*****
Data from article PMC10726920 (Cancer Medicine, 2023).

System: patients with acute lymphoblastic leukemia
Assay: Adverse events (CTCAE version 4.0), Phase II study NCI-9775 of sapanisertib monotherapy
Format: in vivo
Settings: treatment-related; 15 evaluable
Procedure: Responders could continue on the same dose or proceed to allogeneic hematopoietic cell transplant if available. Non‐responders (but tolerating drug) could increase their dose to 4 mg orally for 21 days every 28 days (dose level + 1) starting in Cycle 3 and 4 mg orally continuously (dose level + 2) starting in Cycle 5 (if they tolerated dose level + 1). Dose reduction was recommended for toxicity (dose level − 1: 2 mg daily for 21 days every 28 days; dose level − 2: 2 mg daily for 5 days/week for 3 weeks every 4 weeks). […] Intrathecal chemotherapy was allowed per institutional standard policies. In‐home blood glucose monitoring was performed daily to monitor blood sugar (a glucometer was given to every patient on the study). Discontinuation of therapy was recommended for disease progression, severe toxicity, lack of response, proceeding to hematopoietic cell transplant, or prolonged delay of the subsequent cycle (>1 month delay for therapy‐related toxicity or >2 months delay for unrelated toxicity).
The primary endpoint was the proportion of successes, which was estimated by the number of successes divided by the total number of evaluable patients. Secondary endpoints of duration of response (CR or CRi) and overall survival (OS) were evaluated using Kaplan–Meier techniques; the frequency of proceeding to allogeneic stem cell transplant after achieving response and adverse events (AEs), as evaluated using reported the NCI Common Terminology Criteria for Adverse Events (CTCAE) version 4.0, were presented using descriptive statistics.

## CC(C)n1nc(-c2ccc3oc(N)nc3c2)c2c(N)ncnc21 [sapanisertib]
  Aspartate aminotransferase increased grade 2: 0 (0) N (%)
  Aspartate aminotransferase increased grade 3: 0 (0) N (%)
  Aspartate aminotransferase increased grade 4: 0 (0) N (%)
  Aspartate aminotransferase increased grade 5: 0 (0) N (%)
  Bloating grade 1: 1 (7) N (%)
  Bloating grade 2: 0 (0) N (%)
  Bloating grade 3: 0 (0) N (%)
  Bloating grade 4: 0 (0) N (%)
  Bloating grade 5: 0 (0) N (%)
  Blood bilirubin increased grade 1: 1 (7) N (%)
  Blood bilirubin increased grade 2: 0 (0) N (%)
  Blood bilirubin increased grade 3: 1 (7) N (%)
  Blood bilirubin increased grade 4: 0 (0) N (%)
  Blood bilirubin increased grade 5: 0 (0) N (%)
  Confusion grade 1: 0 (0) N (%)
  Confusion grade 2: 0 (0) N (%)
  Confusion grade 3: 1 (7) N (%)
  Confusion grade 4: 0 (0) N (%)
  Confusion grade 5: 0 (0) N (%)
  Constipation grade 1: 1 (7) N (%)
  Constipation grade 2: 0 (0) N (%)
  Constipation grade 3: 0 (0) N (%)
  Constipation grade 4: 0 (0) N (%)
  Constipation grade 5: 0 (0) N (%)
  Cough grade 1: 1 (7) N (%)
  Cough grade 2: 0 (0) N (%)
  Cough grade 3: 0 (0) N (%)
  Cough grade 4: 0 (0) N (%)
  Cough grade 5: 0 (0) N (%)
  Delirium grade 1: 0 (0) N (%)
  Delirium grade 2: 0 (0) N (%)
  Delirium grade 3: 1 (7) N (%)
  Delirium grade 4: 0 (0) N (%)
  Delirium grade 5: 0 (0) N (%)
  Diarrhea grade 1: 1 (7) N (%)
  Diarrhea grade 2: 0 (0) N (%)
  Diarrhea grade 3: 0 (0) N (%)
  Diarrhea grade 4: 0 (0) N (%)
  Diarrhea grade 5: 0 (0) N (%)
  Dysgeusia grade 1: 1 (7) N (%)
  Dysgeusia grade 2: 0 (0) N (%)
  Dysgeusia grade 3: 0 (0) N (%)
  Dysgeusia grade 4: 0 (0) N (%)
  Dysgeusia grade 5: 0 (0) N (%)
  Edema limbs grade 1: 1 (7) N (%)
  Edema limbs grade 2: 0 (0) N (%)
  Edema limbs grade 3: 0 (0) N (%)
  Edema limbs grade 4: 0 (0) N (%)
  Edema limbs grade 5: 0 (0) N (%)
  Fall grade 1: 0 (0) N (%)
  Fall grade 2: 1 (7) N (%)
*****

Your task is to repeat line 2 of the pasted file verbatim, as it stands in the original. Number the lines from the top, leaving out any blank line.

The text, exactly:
System: patients with acute lymphoblastic leukemia